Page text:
Globally, the average person spends nearly 7 hours looking at a screen each day. Of this, 3 hours and 16 minutes are spent looking at mobile devices. With this amount of screen time, it’s nearly inevitable that a lot of people are engaging with technology around bedtime. Though you may love watching late-night movies or evening texting sessions with friends, these activities might not be good for you. Read on to learn more about what tech does to your sleep quality.
Lowering Melatonin Production
When natural light dims in the evening, the brain produces melatonin, which helps promote sleep. The blue light emitted by tablets, televisions, and smartphones disrupt melatonin production. The Sleep Health Foundation studied the impact of bright tablets and laptops in the five hours preceding bedtime and found that while one hour of screen time did not disrupt sleep, screen time lasting 1.5 hours or more did impact sleepiness.
This is true of any device that emits blue light, including e-readers, which may seem like a healthy way to unwind at night. Individuals who use e-readers as opposed to traditional books take longer to fall asleep, have lower sleep quality, and feel less alert the next morning.
It’s generally recommended that you avoid screen time for at least the last two hours before bed. For the best results, limit screen time to less than 90 minutes in the three hours before this screen-free time as well, so you’re looking at screens as little as possible in the last five hours before you go to sleep.
The effects of screen time before bed compound over time when you look at blue lights habitually. Using a bright screen before bed repeatedly over the course of five days can delay your body’s sleep clock by 90 minutes, pushing your bedtime back significantly.
Stimulating Your Brain
The 2011 Sleep in America Poll by the National Sleep Foundation found that 95% of people use electronics in the last hour before they go to sleep. When you use technology in that final hour before bed, it can decrease the quality of your sleep. People who self-report technology use within an hour of bedtime indicate that they feel sleepier during the day.
Blue light isn’t the only disruptive culprit here. Many smartphone, tablet, and computer activities are very stimulating, encouraging your brain to wake up and engage. Playing a game, texting with a friend, completing a work assignment, or studying for a test can all keep your brain active and working.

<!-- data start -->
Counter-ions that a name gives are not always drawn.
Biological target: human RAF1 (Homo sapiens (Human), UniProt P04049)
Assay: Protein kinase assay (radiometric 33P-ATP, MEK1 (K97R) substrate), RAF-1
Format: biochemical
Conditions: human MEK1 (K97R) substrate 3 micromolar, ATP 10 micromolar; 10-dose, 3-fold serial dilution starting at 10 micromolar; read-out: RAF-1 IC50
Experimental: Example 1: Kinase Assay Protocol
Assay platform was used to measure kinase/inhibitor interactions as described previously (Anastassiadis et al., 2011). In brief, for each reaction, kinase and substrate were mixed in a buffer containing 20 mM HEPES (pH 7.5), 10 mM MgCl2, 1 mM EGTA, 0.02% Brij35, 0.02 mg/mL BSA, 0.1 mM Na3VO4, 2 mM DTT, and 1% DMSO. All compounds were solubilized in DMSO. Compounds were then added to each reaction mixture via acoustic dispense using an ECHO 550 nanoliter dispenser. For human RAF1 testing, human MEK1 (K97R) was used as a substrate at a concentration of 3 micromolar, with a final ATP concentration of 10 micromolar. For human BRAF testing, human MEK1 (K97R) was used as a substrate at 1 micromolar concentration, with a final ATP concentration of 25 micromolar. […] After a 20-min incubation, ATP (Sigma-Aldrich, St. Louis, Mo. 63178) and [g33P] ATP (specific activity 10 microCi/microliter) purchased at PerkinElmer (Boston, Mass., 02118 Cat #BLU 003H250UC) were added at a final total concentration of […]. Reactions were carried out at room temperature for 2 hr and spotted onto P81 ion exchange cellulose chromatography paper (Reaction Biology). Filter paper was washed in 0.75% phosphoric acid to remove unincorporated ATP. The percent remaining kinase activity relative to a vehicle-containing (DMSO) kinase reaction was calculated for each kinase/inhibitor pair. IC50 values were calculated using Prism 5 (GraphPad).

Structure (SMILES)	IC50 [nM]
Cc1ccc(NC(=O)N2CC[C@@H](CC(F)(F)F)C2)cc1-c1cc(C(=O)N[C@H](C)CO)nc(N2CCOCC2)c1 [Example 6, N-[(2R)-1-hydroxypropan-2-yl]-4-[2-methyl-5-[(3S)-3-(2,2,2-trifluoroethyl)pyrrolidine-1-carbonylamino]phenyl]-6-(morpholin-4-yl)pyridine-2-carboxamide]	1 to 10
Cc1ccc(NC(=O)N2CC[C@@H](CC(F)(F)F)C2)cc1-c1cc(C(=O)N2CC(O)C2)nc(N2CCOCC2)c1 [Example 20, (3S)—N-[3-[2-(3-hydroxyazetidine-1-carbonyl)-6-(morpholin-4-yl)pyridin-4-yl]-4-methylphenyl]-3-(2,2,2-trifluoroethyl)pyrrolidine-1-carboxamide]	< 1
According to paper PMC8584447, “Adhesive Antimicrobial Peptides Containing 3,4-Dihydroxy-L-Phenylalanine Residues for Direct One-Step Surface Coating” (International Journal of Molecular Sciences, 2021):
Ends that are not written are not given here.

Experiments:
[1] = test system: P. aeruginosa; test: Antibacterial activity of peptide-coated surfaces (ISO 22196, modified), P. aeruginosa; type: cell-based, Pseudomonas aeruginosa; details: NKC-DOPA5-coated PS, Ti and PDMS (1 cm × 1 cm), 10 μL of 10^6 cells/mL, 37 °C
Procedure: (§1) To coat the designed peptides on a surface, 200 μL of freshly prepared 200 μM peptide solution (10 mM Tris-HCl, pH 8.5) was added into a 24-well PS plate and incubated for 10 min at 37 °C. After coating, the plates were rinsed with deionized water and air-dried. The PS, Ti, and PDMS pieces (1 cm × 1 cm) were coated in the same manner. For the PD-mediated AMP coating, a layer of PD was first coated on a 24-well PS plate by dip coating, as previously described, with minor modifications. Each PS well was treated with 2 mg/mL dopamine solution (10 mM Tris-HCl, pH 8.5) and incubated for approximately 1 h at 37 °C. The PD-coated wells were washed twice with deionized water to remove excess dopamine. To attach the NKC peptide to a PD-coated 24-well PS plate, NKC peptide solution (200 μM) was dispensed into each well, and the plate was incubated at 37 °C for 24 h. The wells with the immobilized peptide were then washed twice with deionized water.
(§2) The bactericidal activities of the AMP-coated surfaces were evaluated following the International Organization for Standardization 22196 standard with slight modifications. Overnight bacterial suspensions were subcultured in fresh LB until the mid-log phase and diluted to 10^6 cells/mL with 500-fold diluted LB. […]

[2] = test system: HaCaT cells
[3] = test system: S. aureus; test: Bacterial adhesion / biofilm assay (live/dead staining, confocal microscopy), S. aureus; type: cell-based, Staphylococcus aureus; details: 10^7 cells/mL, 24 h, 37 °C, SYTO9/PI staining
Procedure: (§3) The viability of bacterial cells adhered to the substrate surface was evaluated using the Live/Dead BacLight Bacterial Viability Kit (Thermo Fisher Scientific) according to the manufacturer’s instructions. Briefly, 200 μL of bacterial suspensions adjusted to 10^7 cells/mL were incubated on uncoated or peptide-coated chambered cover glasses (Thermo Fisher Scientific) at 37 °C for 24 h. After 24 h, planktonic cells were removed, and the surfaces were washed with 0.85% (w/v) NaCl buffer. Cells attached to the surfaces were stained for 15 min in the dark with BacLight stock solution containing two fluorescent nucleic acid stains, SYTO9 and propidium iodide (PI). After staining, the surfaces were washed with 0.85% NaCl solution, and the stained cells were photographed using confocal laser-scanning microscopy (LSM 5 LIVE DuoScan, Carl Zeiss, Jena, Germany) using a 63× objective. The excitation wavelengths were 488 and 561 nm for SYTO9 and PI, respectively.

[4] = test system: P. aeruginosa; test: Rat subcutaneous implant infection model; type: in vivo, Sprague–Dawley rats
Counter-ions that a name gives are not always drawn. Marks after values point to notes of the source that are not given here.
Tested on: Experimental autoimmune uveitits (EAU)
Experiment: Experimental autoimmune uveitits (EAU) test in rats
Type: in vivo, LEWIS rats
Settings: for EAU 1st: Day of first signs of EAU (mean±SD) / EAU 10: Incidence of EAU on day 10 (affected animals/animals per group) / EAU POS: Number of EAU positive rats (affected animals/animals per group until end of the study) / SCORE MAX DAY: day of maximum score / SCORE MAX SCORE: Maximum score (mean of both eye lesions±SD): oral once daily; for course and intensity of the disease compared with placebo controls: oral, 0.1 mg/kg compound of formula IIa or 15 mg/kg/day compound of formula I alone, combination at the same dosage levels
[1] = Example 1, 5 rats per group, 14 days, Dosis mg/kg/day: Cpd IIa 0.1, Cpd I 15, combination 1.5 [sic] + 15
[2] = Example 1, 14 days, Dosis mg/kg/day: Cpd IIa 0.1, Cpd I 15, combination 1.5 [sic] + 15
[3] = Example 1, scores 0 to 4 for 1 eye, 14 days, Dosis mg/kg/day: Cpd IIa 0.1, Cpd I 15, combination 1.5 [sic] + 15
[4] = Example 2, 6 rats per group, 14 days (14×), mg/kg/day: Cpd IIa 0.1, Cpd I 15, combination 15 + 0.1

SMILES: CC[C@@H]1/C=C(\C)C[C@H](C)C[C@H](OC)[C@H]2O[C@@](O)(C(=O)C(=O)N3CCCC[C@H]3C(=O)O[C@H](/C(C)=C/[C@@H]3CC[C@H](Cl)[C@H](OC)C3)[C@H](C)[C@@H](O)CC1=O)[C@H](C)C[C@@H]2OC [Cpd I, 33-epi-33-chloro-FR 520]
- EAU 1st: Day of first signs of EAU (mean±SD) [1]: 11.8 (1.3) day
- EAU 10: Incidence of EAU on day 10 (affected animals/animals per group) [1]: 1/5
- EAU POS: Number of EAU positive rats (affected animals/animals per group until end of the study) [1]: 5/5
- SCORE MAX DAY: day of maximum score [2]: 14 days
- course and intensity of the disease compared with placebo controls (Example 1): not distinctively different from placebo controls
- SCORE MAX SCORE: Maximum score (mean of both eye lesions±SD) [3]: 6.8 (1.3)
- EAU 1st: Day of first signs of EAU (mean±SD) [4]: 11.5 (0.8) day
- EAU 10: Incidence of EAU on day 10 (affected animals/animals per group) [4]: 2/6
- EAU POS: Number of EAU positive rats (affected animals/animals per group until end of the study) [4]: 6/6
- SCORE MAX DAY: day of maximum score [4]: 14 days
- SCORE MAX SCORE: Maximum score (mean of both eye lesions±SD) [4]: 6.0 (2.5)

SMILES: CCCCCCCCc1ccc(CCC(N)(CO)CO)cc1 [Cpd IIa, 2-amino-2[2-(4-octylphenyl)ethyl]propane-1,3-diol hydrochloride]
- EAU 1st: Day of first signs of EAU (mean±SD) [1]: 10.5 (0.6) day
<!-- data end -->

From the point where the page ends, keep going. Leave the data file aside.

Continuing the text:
To help prevent excess screen time, try limiting the notifications that you allow in the final hours before bed. You likely don’t need alerts about smartphone games during in this time slot, no matter how exciting the bonus may seem for playing a few more rounds in the evening. This kind of exciting activity will wake you up and delay the necessary process of unwinding and relaxing before you go to sleep.
Extending Your Social Hours
If you feel the need to stay available and respond to messages at all hours, this can make it extremely difficult to disconnect and unwind the way your brain needs to in order to fully recharge. Messages that are stressful, alarming, or upsetting can further impact your sleep by giving your brain fresh fodder to worry over as you’re trying to get to dreamland. Consider setting your phone to only allow texts and phone calls from a few select individuals after bedtime, so you’re reachable in case of an emergency without allowing minor requests and disruptions to come through.
Even though you may feel like you’re engaging in enjoyable activities on your phone that help you escape from the stresses of your daytime routine, these can still wake you up and keep your brain firing long after you need to go to sleep. Games are notorious for cleverly designing levels that push players to keep moving on to the next one. What started as just one game can easily become a marathon that lasts for hours. The same is true for binge-worthy television shows that can keep you watching all night long.
Social activities are even more stimulating than passive pursuits like watching a show. What begins as a quick text can turn into a lengthy conversation that goes into the night. A quick email may leave you up working for hours if you get an unexpected response and choose to open it even after your work hours are over.
Setting boundaries for your bedtime activities is difficult, but it can make a dramatic difference in your sleep duration and quality. If you really intend to send a single email and close the project, go ahead and turn off email notifications for the rest of the night so you’re not tempted to continue working if you get a response. Set an alarm for games or shows that will prompt you to turn things off at the appropriate time and prevent you from getting hooked and losing track of time.
Disrupting Sleep With Alerts
If you don’t silence alerts on your devices, they can pull you back into wakefulness at any hour of the night. Sleeping next to electronic devices robs children between the ages of 6 and 17 of almost a full hour of sleep.
Fortunately, nearly all devices are now equipped with settings that allow you to specify who and what can reach you during certain hours. Set up a period of relaxation in the evening where your devices won’t chime, ping, or ring. Make these restrictions even more strict when it’s time to actually go to bed. For children, it’s often best to remove the devices from the room entirely so there are no late-night disruptions to wake your kids or teens after their bedtime.
Limiting evening screen time is a healthy choice for everyone in the family. Parents can wake up feeling more alert while children may find it easier to get the most out of their school curriculum. The right sleep habits will help your kids engage better throughout the day, so we can enjoy the best possible experience with them here at Crème de la Crème childcare.